Mission Spark, a social impact consulting firm founded by 1994 Boettcher Scholar Kara Penn, continues a close relationship to Boettcher Scholars by selecting Scholars and other high performing undergraduate and graduate students, or recent graduates, interested in social impact careers to serve as Mission Spark Fellows. Each year, Mission Spark offers paid fellowships to dynamic and social impact-minded individuals. Fellows receive mentorship on career and educational pathways from Mission Spark consultants, as well as six sessions of professional and personal development coaching by a CTI-trained coach through the Boettcher Coaching Program. In addition, Fellows work independently on high impact projects, with guidance from Mission Spark consultants and clients. Current Mission Spark Fellow and 2019 Boettcher Scholar, Anila Narayana, is a sophomore at the University of Colorado Boulder studying Integrative Physiology, Geography, and Public Health. She is interested in helping close gaps in healthcare access for marginalized communities. Anila shares, “Working at Mission Spark has been an irreplaceable experience for me. Being a Fellow has given me the opportunity to work on projects important to me and specific to my interests in health and equity. Specifically, I have been helping draft data products based on the Health eMoms survey conducted by CDPHE, highlighting inequities in paid family leave in Colorado. I’ve also been able to work with Her Future Coalition, an NGO empowering survivors of human trafficking, to create business plans for a social enterprise recycling center in Kolkata, India, and to revamp their impact tourism programming. Contributing to these areas has taught me how to create a data-driven story and improved my research skills, while also helping me explore how I can better incorporate activism into my future career. In addition, the coaching experience provided by Mission Spark has prompted me to more intentionally examine my goals for the future, growing my sense of self in the process. I am incredibly grateful to be part of a network that connects me to such meaningful opportunities and values my development, both professionally and personally.” 2016 Mission Spark Fellow and 2013 Boettcher Scholar Alumna, Scarlett Jimenez, now serves as the Development Director for Alliance for Youth Action. She shares that “As a fellow at Mission Spark in 2016, I had the opportunity to support the robust re-visioning process for the Denver Public School’s teacher performance pay incentive program, ProComp. This process brought together stakeholders including the District and Denver Classroom's Teacher Association (DCTA) to review national research related to teacher incentives and tackle the unique challenges and opportunities within the Denver Public School district. At the time of my fellowship, I was a rising Senior at the University of Denver and saw a clear connection from this work to my public policy studies, so I pursued turning this experience into an independent study. Working alongside Professor Robert Fusfeld, I dove into the world of theory and research surrounding teacher performance to both inform my time at Mission Spark and jumpstart a career in social impact work. As an almost lifelong community organizer and political science/public policy major, I knew I wanted to pursue a career in social justice. My time with Mission Spark broadened my perspective of what a career in public service and social impact could look like and cemented my commitment to this work. After graduating, I took a role with the Alliance for Youth Action in Washington, DC. Today, I serve as the Alliance's Development Director, leading our efforts to partner with philanthropy and individual donors to build young people's political power. We are a network of locally-rooted grassroots organizations across the country (including a fantastic Colorado affiliate!). I continue to be grateful for my experience with Mission Spark and the opportunity to work closely with public stakeholders and explore emerging approaches for creating a more just and equitable system for young people.” The Mission Spark Fellowship represents a unique and informal collaboration between an organization run by a Scholar Alum and the Boettcher Scholar Program, by creating mentorship and career opportunities for current or recently graduated Scholars. For more information or to become involved by contributing a project for Fellows to tackle or to be considered as a Fellow in the future, please reach out to Kara Penn at kara@missionspark.org....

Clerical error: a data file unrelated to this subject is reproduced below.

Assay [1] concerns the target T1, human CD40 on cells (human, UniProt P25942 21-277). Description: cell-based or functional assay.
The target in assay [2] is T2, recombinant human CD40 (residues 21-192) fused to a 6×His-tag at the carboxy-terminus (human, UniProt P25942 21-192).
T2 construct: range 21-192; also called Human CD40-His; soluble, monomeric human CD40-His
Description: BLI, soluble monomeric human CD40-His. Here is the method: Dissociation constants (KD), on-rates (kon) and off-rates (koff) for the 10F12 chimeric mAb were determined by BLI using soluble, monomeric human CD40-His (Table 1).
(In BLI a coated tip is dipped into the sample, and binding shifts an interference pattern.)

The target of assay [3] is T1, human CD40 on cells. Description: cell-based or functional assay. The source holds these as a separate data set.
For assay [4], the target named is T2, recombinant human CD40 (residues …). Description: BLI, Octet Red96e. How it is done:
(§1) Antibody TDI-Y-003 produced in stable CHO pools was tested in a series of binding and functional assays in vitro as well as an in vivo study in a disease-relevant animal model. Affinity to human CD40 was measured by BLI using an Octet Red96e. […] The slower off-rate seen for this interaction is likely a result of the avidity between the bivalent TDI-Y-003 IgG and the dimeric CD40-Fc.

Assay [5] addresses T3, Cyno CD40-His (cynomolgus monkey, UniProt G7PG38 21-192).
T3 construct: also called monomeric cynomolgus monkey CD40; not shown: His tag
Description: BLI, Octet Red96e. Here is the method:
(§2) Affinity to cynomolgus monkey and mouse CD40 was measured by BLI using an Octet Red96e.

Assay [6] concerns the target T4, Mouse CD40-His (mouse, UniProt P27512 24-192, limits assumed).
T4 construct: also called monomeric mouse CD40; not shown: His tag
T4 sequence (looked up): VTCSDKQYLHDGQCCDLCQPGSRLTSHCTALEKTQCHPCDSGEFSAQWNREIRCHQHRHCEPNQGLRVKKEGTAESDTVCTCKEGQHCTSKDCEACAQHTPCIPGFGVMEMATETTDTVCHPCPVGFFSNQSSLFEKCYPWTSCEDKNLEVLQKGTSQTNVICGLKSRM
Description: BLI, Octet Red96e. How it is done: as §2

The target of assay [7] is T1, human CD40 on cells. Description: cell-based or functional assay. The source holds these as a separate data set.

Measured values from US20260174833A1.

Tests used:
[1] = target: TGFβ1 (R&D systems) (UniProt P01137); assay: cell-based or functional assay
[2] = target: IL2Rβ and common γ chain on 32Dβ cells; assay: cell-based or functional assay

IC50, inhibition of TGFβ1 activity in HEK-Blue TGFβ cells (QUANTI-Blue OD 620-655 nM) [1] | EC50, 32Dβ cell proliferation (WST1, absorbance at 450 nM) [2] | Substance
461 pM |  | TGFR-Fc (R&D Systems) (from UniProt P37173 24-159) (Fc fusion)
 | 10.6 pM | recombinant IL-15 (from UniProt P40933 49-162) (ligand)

From going through the same degree program to working at the same company, Boettcher Scholars Christopher Allison and Jake Fuhrman have a lot in common. Christopher always wanted to be an astronaut – and that’s still his dream. A 2009 Scholar, he majored in Aerospace Engineering at the University of Colorado Boulder, the same program Jake is in as a 2017 Scholar. Both Scholars shared a few of the same professors. “CU was the obvious go-to for aerospace,” said Jake. He always wanted to build airplanes after growing up watching his dad fly them as a pilot. After graduating, Christopher traveled to all seven continents and even ran his first half-marathon in Antarctica. He currently owns four restaurants in addition to his Senior Systems Engineer – Federal Agencies Integration Lead position at Sierra Nevada Corporation (SNC). At SNC, Christopher is responsible for licensing high-tech projects through the appropriate federal agencies. “Basically, I’m a translator of technical-speak to government-speak,” Christopher said. Jake is a Technical Intern at SNC, a position he had applied for as a sophomore and junior but had received rejections both times. He applied a third time after seeing Christopher’s profile in a newsletter from the Presidents Leadership Class, a leadership program at CU Boulder that both Scholars were (and are) involved in. Jake reached out to Christopher and they connected as Boettcher Scholars. “I knew the cloth Jake was cut from,” said Christopher. “The vetting had been done from other organizations.” As a Technical Intern, Jake has a plethora of different projects he’s working on. “My main focus right now is taking a high-level overview of a project – a whole life cycle – and breaking it down into individual steps,” Jake said. Christopher’s entrance to the company was not too different from Jake’s. He was actually at a Boettcher Finalist event when he made the connection to SNC. “I sat at a table of a prospective Scholar whose dad was a program manager at Sierra Nevada,” said Christopher. “I asked if he determined internships at SNC, and he said he was pretty integral.” After following up, Christopher was offered a job. Both Scholars are now working at their dream aerospace company – one that allows them to not only practice their skills but challenge them. “These projects haven’t existed before. My favorite aspect is the futuristic innovation – like having the technology to put humans on the moon,” Jake said, referencing SNC’s Lunar Lander project. “Every day is a new adventure,” added Christopher. “We have audacious goals and we’re always pushing the envelope. In the paradigm of regulation, there’s isn’t a script written on how you do this.” Outside of work, Jake enjoys hiking on Boulder’s many trails and playing tennis. He plans to graduate next year and potentially pursue a fifth-year master’s program. Christopher brews beer and wine and loves to cook. COVID-19 has put some plans on hold – including his now-rescheduled wedding – but with four restaurants to look after, Christopher is still plenty busy. Christopher and Jake offered some advice for Boettcher Scholars. “Take advantage of all the opportunities,” said Jake. “And be grateful for all that Boettcher gives you. Without Boettcher, many opportunities would have never been open to me.” “Don’t be afraid to take opportunities, but also learn to say ‘no,’” Christopher said. “We say ‘yes’ to everything as Boettcher Scholars. Know your limitations.” Both Scholars encourage others to be bold and reach out – just like they did....